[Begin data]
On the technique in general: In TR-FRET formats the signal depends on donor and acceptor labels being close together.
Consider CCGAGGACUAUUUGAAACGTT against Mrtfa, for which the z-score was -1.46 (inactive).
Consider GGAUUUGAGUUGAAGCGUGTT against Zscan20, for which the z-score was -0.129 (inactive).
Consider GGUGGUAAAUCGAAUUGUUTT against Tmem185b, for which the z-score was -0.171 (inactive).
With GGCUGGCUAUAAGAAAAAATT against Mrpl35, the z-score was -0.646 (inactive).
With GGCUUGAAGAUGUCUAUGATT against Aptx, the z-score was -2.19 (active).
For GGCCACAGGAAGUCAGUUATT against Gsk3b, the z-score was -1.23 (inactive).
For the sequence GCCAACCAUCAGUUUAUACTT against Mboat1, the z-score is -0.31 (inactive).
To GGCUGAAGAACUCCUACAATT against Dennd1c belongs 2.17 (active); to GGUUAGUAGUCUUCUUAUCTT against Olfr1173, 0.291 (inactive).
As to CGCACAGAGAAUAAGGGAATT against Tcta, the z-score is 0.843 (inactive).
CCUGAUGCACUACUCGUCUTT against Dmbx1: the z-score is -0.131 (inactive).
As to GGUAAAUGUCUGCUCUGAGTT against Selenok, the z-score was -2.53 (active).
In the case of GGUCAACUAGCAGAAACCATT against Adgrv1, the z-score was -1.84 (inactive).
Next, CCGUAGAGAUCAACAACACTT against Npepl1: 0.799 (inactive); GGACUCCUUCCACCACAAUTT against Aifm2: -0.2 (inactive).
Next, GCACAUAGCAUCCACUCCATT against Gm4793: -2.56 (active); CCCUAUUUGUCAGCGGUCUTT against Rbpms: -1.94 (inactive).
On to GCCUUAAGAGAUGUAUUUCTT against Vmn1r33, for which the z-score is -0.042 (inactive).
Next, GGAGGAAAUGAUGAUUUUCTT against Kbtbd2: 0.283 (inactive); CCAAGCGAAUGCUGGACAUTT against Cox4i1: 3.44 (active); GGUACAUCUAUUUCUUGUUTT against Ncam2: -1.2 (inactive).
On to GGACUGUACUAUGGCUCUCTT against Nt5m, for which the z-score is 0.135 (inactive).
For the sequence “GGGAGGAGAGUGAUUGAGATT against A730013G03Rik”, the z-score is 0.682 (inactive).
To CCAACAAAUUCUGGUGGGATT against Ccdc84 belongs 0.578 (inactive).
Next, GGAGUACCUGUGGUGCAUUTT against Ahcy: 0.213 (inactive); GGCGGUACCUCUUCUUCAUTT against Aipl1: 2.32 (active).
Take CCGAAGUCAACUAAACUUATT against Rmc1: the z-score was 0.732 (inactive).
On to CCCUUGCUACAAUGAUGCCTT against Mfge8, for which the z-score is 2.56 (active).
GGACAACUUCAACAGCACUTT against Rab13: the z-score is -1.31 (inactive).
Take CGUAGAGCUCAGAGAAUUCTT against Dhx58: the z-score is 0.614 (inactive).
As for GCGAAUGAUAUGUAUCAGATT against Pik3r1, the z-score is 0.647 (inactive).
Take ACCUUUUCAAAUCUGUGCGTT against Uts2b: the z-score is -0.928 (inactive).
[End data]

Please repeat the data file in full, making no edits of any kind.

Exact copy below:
On the technique in general: In TR-FRET formats the signal depends on donor and acceptor labels being close together.
Consider CCGAGGACUAUUUGAAACGTT against Mrtfa, for which the z-score was -1.46 (inactive).
Consider GGAUUUGAGUUGAAGCGUGTT against Zscan20, for which the z-score was -0.129 (inactive).
Consider GGUGGUAAAUCGAAUUGUUTT against Tmem185b, for which the z-score was -0.171 (inactive).
With GGCUGGCUAUAAGAAAAAATT against Mrpl35, the z-score was -0.646 (inactive).
With GGCUUGAAGAUGUCUAUGATT against Aptx, the z-score was -2.19 (active).
For GGCCACAGGAAGUCAGUUATT against Gsk3b, the z-score was -1.23 (inactive).
For the sequence GCCAACCAUCAGUUUAUACTT against Mboat1, the z-score is -0.31 (inactive).
To GGCUGAAGAACUCCUACAATT against Dennd1c belongs 2.17 (active); to GGUUAGUAGUCUUCUUAUCTT against Olfr1173, 0.291 (inactive).
As to CGCACAGAGAAUAAGGGAATT against Tcta, the z-score is 0.843 (inactive).
CCUGAUGCACUACUCGUCUTT against Dmbx1: the z-score is -0.131 (inactive).
As to GGUAAAUGUCUGCUCUGAGTT against Selenok, the z-score was -2.53 (active).
In the case of GGUCAACUAGCAGAAACCATT against Adgrv1, the z-score was -1.84 (inactive).
Next, CCGUAGAGAUCAACAACACTT against Npepl1: 0.799 (inactive); GGACUCCUUCCACCACAAUTT against Aifm2: -0.2 (inactive).
Next, GCACAUAGCAUCCACUCCATT against Gm4793: -2.56 (active); CCCUAUUUGUCAGCGGUCUTT against Rbpms: -1.94 (inactive).
On to GCCUUAAGAGAUGUAUUUCTT against Vmn1r33, for which the z-score is -0.042 (inactive).
Next, GGAGGAAAUGAUGAUUUUCTT against Kbtbd2: 0.283 (inactive); CCAAGCGAAUGCUGGACAUTT against Cox4i1: 3.44 (active); GGUACAUCUAUUUCUUGUUTT against Ncam2: -1.2 (inactive).
On to GGACUGUACUAUGGCUCUCTT against Nt5m, for which the z-score is 0.135 (inactive).
For the sequence “GGGAGGAGAGUGAUUGAGATT against A730013G03Rik”, the z-score is 0.682 (inactive).
To CCAACAAAUUCUGGUGGGATT against Ccdc84 belongs 0.578 (inactive).
Next, GGAGUACCUGUGGUGCAUUTT against Ahcy: 0.213 (inactive); GGCGGUACCUCUUCUUCAUTT against Aipl1: 2.32 (active).
Take CCGAAGUCAACUAAACUUATT against Rmc1: the z-score was 0.732 (inactive).
On to CCCUUGCUACAAUGAUGCCTT against Mfge8, for which the z-score is 2.56 (active).
GGACAACUUCAACAGCACUTT against Rab13: the z-score is -1.31 (inactive).
Take CGUAGAGCUCAGAGAAUUCTT against Dhx58: the z-score is 0.614 (inactive).
As for GCGAAUGAUAUGUAUCAGATT against Pik3r1, the z-score is 0.647 (inactive).
Take ACCUUUUCAAAUCUGUGCGTT against Uts2b: the z-score is -0.928 (inactive).